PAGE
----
konfusedfae asked: I've read a lot of your books & have loved some more than others. American Gods fell somewhere in the middle. I read it at a bad time & do think that played a factor, but also just don't think it was meant to be my favorite. I get SO MUCH criticism for this opinion, most of it fairly condescending as it's such an intelligent book. I read everything from Lemony Snicket to Shakespeare, so I find this offensive. Do you have any thoughts on how to handle this without just telling these people off?
You like what you like. Nobody can tell you to like something that you don’t, or not to like something you do — or if they do, it’s not going to change anything in your head, no more than they can be made to like or dislike garlic or lobster or chocolate or olives or natto by you telling them to change their minds.
I don’t expect everyone to love everything I write. I don’t think that if you like something I write you’ll like the next thing, any more than I love everything that the people whose work I enjoy do.
There are Dickens novels I think as good as anything anyone’s ever done, and Dickens books I will be very happy never to read again or think of again. I’m happy to know that my judgment is subjective, but then, that’s the whole point of having a point of view.
I published AMERICAN GODS after STARDUST, and most of the people who loved STARDUST did not love AMERICAN GODS, and the people who loved AMERICAN GODS and picked up STARDUST next were often very disappointed indeed. And I am proud of both of them, as I am of all my art-children…
hat778 asked: What are your thoughts on Scottish independence?
Messy. I worry that for the Scots, the YES vote has become essentially a gigantic Vote of No Confidence in Westminster and the Westminster Party system, which I share. As someone who has a house in Scotland, lives in Scotland when he can, and adopted his wife’s clan name as his middle name when we married, I hope that, in the case of a YES vote, life in Scotland continues to be as good or better than it is right now; and that in the case of a NO vote, the fractures between people of different opinions heal rapidly and that Westminster’s recent offers of concessions to Scotland are real.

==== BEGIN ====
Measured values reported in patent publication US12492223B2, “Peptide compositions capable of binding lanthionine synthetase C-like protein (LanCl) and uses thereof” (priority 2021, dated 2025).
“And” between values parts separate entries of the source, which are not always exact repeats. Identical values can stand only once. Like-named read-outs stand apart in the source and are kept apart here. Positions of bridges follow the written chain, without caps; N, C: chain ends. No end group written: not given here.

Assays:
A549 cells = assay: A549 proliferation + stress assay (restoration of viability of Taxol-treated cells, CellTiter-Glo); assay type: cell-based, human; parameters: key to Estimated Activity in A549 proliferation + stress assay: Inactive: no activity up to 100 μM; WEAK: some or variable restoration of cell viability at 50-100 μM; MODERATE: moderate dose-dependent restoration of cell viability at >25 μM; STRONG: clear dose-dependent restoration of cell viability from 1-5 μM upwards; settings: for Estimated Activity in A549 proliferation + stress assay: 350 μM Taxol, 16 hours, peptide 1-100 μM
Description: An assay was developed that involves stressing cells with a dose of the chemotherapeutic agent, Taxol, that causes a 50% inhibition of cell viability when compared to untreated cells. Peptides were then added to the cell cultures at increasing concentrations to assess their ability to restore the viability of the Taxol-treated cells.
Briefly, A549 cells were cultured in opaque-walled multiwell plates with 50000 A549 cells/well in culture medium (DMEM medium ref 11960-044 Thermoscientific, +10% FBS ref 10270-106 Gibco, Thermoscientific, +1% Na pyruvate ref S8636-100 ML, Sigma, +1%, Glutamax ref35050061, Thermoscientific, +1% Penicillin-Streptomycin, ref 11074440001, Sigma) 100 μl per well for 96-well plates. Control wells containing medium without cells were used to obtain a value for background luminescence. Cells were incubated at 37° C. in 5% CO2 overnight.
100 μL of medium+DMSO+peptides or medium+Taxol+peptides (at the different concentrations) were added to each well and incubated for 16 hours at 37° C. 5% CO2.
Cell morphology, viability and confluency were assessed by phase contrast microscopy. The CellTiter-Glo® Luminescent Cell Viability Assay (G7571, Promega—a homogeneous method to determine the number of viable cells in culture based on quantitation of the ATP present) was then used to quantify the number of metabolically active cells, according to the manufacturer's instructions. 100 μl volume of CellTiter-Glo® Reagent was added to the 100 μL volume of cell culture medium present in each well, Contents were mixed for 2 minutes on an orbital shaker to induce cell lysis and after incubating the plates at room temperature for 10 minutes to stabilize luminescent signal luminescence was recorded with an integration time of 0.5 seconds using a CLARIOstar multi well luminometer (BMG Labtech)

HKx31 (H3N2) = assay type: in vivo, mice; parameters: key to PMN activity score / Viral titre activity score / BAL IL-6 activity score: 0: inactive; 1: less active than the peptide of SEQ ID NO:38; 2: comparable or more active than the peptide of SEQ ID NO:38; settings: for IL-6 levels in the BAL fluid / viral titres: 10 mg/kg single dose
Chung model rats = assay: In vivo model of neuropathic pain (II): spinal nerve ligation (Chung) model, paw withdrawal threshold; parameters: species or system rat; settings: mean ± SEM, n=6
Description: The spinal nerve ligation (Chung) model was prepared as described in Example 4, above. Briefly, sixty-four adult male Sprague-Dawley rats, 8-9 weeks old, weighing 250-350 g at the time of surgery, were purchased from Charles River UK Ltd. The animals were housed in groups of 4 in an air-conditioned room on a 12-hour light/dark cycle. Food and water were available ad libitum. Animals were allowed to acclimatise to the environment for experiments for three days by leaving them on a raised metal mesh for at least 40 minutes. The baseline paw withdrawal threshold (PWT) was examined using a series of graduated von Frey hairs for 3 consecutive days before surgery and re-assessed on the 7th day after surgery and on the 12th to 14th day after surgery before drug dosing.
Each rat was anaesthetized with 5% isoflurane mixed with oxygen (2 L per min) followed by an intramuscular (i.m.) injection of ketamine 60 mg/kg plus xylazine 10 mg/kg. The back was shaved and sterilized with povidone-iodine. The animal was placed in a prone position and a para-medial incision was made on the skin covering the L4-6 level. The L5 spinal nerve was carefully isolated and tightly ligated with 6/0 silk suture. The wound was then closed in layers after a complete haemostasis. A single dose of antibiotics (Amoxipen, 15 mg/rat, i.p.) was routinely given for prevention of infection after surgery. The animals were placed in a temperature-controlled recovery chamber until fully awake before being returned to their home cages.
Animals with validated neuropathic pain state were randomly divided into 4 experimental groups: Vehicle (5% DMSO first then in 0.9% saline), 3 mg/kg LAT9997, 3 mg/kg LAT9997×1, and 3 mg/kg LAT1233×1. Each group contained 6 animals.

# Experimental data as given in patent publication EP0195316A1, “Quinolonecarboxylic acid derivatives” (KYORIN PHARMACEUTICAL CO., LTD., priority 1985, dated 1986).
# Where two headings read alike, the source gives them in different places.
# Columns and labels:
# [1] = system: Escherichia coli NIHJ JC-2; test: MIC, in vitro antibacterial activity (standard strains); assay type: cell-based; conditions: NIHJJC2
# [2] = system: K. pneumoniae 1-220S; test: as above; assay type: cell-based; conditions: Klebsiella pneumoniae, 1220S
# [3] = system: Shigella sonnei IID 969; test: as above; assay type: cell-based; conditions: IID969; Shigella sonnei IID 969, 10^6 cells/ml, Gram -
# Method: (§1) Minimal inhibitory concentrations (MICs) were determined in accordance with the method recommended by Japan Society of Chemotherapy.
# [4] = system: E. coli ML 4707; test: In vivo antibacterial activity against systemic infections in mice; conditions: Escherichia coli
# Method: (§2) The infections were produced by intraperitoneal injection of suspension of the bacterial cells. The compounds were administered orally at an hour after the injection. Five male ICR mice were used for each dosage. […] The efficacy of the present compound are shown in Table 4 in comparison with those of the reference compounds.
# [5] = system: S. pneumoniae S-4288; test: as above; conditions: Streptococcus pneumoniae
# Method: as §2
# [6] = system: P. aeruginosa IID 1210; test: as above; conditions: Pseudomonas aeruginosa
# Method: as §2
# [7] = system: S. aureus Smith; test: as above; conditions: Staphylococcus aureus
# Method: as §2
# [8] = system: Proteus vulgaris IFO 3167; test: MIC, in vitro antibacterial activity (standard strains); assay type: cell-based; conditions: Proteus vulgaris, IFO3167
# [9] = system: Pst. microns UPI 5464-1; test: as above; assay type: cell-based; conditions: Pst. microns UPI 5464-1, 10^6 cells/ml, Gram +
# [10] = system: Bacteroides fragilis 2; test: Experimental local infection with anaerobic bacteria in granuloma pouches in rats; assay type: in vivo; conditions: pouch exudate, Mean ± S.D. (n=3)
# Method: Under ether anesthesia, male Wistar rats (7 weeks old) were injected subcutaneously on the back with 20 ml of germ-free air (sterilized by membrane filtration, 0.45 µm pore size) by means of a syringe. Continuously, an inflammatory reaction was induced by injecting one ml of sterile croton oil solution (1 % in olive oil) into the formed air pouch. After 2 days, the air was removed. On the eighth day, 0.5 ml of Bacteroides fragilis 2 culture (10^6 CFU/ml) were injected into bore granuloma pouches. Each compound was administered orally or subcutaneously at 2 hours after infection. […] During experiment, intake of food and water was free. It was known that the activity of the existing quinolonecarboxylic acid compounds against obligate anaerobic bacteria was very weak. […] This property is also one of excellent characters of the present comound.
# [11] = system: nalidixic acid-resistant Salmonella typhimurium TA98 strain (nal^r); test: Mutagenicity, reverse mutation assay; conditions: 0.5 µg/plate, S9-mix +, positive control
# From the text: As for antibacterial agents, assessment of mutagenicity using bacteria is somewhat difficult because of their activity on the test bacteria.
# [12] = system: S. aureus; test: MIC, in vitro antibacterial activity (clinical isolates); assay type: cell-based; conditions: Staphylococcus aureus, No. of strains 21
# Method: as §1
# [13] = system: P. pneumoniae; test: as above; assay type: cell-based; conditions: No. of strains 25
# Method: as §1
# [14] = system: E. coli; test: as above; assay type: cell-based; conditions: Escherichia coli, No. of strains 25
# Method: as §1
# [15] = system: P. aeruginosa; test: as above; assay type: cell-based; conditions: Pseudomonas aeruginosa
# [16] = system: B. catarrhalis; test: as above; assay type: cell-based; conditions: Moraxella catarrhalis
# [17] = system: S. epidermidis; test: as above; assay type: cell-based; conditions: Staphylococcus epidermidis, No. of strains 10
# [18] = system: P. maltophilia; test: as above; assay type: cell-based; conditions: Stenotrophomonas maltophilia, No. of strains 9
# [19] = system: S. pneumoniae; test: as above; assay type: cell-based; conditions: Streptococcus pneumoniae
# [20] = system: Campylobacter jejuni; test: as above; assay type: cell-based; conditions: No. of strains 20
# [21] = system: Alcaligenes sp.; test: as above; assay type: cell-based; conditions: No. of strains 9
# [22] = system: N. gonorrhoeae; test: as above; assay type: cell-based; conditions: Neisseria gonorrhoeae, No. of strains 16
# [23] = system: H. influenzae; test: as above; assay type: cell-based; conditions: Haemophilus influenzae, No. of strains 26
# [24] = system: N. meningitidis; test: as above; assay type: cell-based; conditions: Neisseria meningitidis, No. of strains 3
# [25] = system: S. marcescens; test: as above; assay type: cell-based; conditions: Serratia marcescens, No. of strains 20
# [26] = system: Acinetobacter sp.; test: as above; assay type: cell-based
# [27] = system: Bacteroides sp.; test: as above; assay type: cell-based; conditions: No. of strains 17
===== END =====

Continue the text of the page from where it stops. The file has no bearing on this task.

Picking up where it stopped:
I don’t get a vote, which is a good thing, as I’d probably be a Don’t Know until I got to the ballot box, and would then choose based on a hundred different reasons, including how much I disliked any particular politicians and whether the sun was shining that day and whether I was particularly missing Iain Banks.
birdrhetorics asked: So, can you talk about your process for making movies while being blind? What kind of a camera do you use?
I try to create films from my perspective. I like to do most of the work, I write my own stuff, direct, film and edit. I’m interested in films that are from my perspective specifically since it’s different than so many peoples. I’m interested mostly in independent work, I can work with other people but my visions are always very clear and I want to create them within my own means. I do have trouble getting things in focus on a camera to be perfectly honest but as long as I’m creating something that is beautiful to me then I’m sure someone else can find it beautiful. I love composing shots and I tend to put the camera in a place where sighted people wouldn’t necessarily put it.
I could go on for days about the content of my films but mostly I like making films that feature the less featured people of this world. I’m less interested in the average and overdone heroes, I like complicated stories about people who are more realistic and less represented. I want everyone to see themselves in my films but especially people who never get to see themselves so blatantly. I know I never saw a young blind girl in film, I want everyone to have a chance to see someone with their unique struggles.